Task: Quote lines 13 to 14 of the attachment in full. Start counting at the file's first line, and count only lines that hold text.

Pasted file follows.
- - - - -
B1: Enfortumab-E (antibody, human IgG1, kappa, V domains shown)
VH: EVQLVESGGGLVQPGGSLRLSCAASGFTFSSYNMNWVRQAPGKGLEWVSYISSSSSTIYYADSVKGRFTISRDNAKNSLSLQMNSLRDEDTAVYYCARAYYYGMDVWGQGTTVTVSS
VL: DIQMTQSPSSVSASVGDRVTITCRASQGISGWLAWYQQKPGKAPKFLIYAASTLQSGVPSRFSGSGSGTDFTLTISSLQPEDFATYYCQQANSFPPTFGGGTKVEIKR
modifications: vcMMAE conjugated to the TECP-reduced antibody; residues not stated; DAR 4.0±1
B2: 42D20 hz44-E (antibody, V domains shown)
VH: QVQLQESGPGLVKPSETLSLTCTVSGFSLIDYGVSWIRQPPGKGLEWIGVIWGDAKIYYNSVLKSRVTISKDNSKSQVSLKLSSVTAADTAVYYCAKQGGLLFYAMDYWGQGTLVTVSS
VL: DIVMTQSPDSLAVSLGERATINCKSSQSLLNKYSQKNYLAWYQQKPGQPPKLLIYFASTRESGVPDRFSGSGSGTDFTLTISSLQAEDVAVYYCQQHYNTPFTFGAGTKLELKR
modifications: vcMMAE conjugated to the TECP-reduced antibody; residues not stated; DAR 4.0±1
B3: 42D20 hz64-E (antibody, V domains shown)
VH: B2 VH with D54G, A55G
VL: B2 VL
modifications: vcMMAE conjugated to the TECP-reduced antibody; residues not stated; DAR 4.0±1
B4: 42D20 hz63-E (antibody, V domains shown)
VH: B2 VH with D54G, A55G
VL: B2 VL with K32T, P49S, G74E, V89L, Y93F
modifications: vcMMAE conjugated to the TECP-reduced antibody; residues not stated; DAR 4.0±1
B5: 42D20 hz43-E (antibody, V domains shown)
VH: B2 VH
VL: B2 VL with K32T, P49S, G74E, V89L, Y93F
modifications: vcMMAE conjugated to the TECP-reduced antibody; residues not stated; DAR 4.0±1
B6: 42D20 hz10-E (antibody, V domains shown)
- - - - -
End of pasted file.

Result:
B4: 42D20 hz63-E (antibody, V domains shown)
VH: B2 VH with D54G, A55G